The latest in television technology involves transmitting pictures wirelessly to the screen. This extraordinary development is on display at the annual CES show in Las Vegas. Whatever will they come up with next? How about a screen that sticks to the wall using vacuum suckers?
The LG Signature OLED M display comes with a separate wireless Zero Connect box with multiple ports that can connect to external HDMI devices like cable or satellite boxes, games consoles and streaming devices and transmit the audio and video wirelessly to the screen at up to 4K and 120 images a second. It can also connect wirelessly with compatible soundbars for cable-free convenience.
The technology supposedly adapts to interruptions in the signal transmission path, such as people or pets walking around the room. The internal antenna can also be manually rotated or tilted to align with the position of the screen.
Of course, the 97-inch diagonal screen still requires a power supply, but the cable can be cunningly concealed in the television stand or simply chased into the wall or floor from the nearest power point and suitably covered over, in much the same way as the supply to the wireless box, as apparently illustrated in the publicity picture provided by the company. It also allows the massive screen to be repositioned easily to avoid glare from the sun.
Astonishingly, the idea of transmitting pictures to a television wirelessly is not entirely new but traditionally this required a coaxial cable to a separate antenna or satellite dish.
These days television services can be delivered wirelessly to the screen over the internet.
The problem is that people still seem to want to attach external devices to displays and the conventional way of doing this is with one or more HDMI cables carrying uncompressed digital audio and video.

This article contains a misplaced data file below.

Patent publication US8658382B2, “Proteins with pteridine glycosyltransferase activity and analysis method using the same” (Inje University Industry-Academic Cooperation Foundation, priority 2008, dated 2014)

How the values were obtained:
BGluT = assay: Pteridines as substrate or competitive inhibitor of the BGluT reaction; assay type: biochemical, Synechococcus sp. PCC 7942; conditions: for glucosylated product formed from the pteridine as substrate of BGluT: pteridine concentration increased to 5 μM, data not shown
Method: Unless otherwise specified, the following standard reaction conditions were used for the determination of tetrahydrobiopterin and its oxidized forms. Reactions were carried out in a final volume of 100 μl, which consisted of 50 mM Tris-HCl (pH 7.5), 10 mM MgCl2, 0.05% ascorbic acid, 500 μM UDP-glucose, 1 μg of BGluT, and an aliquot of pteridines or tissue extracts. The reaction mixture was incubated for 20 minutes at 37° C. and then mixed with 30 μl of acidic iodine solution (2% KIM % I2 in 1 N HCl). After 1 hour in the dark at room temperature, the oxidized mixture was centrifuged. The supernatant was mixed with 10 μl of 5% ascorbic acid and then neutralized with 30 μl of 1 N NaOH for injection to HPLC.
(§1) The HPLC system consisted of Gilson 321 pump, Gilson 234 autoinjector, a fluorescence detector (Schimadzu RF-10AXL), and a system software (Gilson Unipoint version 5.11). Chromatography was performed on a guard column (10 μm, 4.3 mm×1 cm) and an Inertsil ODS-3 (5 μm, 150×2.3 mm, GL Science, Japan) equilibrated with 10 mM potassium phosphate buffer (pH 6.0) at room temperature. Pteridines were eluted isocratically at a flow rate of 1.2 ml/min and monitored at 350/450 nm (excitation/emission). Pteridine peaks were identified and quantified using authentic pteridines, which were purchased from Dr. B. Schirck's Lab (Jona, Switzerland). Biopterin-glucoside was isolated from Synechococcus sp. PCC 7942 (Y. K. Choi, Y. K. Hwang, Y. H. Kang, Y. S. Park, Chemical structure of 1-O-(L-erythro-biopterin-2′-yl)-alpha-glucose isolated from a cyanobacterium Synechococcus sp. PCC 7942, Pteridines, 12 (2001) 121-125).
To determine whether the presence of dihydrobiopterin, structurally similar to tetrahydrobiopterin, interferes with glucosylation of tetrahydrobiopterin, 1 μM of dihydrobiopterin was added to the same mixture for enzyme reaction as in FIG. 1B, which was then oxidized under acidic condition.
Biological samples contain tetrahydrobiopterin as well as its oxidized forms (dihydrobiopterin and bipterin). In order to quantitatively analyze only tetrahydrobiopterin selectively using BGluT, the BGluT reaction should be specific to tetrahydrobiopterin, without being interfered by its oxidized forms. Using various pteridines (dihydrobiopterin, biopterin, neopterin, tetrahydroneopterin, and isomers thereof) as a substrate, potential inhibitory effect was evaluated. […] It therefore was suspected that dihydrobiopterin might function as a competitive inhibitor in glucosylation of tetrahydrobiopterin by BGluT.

Wireless HDMI transmitters and receivers are widely available and are relatively inexpensive, so one would hope that the Zero Connect box offers a better solution.
An alternative might be some form of optical connection, which could be less obtrusive and a lot more reliable.
Then again, a smart screen could simply stream compressed audio and video over a wireless network, as most already do for television and video services.
Elsewhere, a startup called Displace is showing a 55-inch 4K display with a battery pack that apparently sticks to a flat surface using vacuum suckers.
Multiple displays can even be snapped together to create a larger, higher-resolution screen. For instance, four can be combine to form at 110-inch 16K screen.
The four hot-swappable rechargeable batteries slot in the sides and can be replaced while the screen is operating.
Effectively, it is a large portable television, or at least transportable. It weighs almost 10 kilograms.
There could be plenty of commercial applications in retail, marketing, exhibitions and temporary signage, or even in video production.
The rest of us may just have to live with our phones and tablets. If we want a larger screen we may just accept the need for mains power and a few connections, for the moment, at least.